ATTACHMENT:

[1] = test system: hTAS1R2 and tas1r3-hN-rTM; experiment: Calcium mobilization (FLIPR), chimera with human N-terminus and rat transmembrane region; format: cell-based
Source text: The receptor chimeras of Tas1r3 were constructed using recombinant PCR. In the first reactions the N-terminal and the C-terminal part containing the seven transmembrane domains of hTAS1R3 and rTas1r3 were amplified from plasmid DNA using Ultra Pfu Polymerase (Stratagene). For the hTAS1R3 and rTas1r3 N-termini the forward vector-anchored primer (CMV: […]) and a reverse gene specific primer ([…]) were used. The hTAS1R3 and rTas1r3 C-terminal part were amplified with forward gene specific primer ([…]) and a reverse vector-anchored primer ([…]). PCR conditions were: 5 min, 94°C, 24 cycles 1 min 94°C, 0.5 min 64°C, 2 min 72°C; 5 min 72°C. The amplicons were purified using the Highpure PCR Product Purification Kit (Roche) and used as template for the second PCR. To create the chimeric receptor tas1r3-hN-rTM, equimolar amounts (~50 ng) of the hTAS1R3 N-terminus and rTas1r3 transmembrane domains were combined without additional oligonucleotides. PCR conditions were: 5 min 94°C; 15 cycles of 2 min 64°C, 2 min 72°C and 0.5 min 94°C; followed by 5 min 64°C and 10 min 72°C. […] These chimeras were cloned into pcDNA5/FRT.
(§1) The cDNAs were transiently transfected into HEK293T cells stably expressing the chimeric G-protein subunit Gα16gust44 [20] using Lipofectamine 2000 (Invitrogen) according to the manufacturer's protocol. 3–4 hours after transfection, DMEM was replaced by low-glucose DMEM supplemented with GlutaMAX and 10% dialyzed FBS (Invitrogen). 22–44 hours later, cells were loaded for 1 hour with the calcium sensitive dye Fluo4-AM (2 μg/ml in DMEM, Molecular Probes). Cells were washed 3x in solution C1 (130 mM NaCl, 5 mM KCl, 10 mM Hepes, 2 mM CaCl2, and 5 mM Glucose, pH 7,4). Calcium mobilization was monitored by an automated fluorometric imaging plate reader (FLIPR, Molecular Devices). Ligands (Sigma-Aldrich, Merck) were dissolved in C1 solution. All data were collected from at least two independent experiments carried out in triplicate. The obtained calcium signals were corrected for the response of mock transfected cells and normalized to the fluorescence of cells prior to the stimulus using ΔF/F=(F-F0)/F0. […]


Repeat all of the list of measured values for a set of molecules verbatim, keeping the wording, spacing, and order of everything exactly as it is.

[1] = test system: hTAS1R2 and tas1r3-hN-rTM; experiment: Calcium mobilization (FLIPR), chimera with human N-terminus and rat transmembrane region; format: cell-based
Source text: The receptor chimeras of Tas1r3 were constructed using recombinant PCR. In the first reactions the N-terminal and the C-terminal part containing the seven transmembrane domains of hTAS1R3 and rTas1r3 were amplified from plasmid DNA using Ultra Pfu Polymerase (Stratagene). For the hTAS1R3 and rTas1r3 N-termini the forward vector-anchored primer (CMV: […]) and a reverse gene specific primer ([…]) were used. The hTAS1R3 and rTas1r3 C-terminal part were amplified with forward gene specific primer ([…]) and a reverse vector-anchored primer ([…]). PCR conditions were: 5 min, 94°C, 24 cycles 1 min 94°C, 0.5 min 64°C, 2 min 72°C; 5 min 72°C. The amplicons were purified using the Highpure PCR Product Purification Kit (Roche) and used as template for the second PCR. To create the chimeric receptor tas1r3-hN-rTM, equimolar amounts (~50 ng) of the hTAS1R3 N-terminus and rTas1r3 transmembrane domains were combined without additional oligonucleotides. PCR conditions were: 5 min 94°C; 15 cycles of 2 min 64°C, 2 min 72°C and 0.5 min 94°C; followed by 5 min 64°C and 10 min 72°C. […] These chimeras were cloned into pcDNA5/FRT.
(§1) The cDNAs were transiently transfected into HEK293T cells stably expressing the chimeric G-protein subunit Gα16gust44 [20] using Lipofectamine 2000 (Invitrogen) according to the manufacturer's protocol. 3–4 hours after transfection, DMEM was replaced by low-glucose DMEM supplemented with GlutaMAX and 10% dialyzed FBS (Invitrogen). 22–44 hours later, cells were loaded for 1 hour with the calcium sensitive dye Fluo4-AM (2 μg/ml in DMEM, Molecular Probes). Cells were washed 3x in solution C1 (130 mM NaCl, 5 mM KCl, 10 mM Hepes, 2 mM CaCl2, and 5 mM Glucose, pH 7,4). Calcium mobilization was monitored by an automated fluorometric imaging plate reader (FLIPR, Molecular Devices). Ligands (Sigma-Aldrich, Merck) were dissolved in C1 solution. All data were collected from at least two independent experiments carried out in triplicate. The obtained calcium signals were corrected for the response of mock transfected cells and normalized to the fluorescence of cells prior to the stimulus using ΔF/F=(F-F0)/F0. […]